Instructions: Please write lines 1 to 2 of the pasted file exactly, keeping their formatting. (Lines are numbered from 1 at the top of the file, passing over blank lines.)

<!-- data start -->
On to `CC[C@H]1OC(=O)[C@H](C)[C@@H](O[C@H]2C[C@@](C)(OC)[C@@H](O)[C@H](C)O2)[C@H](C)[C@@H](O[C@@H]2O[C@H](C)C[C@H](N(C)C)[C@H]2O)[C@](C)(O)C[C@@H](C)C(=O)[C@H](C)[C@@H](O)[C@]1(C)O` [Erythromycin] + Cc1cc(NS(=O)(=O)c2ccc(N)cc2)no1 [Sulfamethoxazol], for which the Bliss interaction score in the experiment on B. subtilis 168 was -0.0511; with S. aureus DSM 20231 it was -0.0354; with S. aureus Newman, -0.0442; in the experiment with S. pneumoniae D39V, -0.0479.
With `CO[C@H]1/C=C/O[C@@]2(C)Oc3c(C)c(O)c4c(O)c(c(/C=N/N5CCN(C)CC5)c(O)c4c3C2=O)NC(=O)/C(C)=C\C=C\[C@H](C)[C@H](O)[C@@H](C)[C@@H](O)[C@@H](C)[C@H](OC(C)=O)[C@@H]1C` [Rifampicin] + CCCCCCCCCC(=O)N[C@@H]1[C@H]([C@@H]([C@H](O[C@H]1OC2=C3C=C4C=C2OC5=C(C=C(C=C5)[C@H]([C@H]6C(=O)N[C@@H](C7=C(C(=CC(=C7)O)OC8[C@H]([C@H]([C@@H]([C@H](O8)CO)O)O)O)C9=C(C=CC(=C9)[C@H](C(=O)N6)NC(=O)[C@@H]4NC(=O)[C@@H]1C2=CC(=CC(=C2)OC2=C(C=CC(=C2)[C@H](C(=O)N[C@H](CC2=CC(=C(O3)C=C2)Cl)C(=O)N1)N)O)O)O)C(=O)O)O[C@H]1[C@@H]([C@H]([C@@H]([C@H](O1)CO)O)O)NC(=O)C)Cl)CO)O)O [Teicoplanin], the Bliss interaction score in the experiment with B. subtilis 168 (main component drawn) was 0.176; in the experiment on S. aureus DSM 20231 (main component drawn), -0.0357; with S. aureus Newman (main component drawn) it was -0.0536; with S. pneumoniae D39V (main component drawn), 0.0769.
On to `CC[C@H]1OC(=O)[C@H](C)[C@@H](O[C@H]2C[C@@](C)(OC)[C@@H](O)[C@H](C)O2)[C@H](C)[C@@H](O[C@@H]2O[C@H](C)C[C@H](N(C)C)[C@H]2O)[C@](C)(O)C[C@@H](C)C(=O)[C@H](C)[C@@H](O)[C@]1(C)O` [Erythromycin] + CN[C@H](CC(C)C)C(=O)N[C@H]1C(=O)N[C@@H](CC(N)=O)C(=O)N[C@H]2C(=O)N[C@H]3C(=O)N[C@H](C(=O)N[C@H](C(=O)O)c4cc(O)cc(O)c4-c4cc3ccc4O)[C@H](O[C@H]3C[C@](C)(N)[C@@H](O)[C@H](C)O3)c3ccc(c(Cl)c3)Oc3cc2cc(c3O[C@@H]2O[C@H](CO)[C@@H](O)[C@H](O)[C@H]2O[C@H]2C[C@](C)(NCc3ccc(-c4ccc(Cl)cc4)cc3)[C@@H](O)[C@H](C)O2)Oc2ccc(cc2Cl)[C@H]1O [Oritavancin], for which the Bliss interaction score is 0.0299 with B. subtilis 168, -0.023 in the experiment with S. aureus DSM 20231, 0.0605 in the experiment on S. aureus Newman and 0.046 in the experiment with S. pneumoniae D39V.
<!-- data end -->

On to `CC[C@H]1OC(=O)[C@H](C)[C@@H](O[C@H]2C[C@@](C)(OC)[C@@H](O)[C@H](C)O2)[C@H](C)[C@@H](O[C@@H]2O[C@H](C)C[C@H](N(C)C)[C@H]2O)[C@](C)(O)C[C@@H](C)C(=O)[C@H](C)[C@@H](O)[C@]1(C)O` [Erythromycin] + Cc1cc(NS(=O)(=O)c2ccc(N)cc2)no1 [Sulfamethoxazol], for which the Bliss interaction score in the experiment on B. subtilis 168 was -0.0511; with S. aureus DSM 20231 it was -0.0354; with S. aureus Newman, -0.0442; in the experiment with S. pneumoniae D39V, -0.0479.
With `CO[C@H]1/C=C/O[C@@]2(C)Oc3c(C)c(O)c4c(O)c(c(/C=N/N5CCN(C)CC5)c(O)c4c3C2=O)NC(=O)/C(C)=C\C=C\[C@H](C)[C@H](O)[C@@H](C)[C@@H](O)[C@@H](C)[C@H](OC(C)=O)[C@@H]1C` [Rifampicin] + CCCCCCCCCC(=O)N[C@@H]1[C@H]([C@@H]([C@H](O[C@H]1OC2=C3C=C4C=C2OC5=C(C=C(C=C5)[C@H]([C@H]6C(=O)N[C@@H](C7=C(C(=CC(=C7)O)OC8[C@H]([C@H]([C@@H]([C@H](O8)CO)O)O)O)C9=C(C=CC(=C9)[C@H](C(=O)N6)NC(=O)[C@@H]4NC(=O)[C@@H]1C2=CC(=CC(=C2)OC2=C(C=CC(=C2)[C@H](C(=O)N[C@H](CC2=CC(=C(O3)C=C2)Cl)C(=O)N1)N)O)O)O)C(=O)O)O[C@H]1[C@@H]([C@H]([C@@H]([C@H](O1)CO)O)O)NC(=O)C)Cl)CO)O)O [Teicoplanin], the Bliss interaction score in the experiment with B. subtilis 168 (main component drawn) was 0.176; in the experiment on S. aureus DSM 20231 (main component drawn), -0.0357; with S. aureus Newman (main component drawn) it was -0.0536; with S. pneumoniae D39V (main component drawn), 0.0769.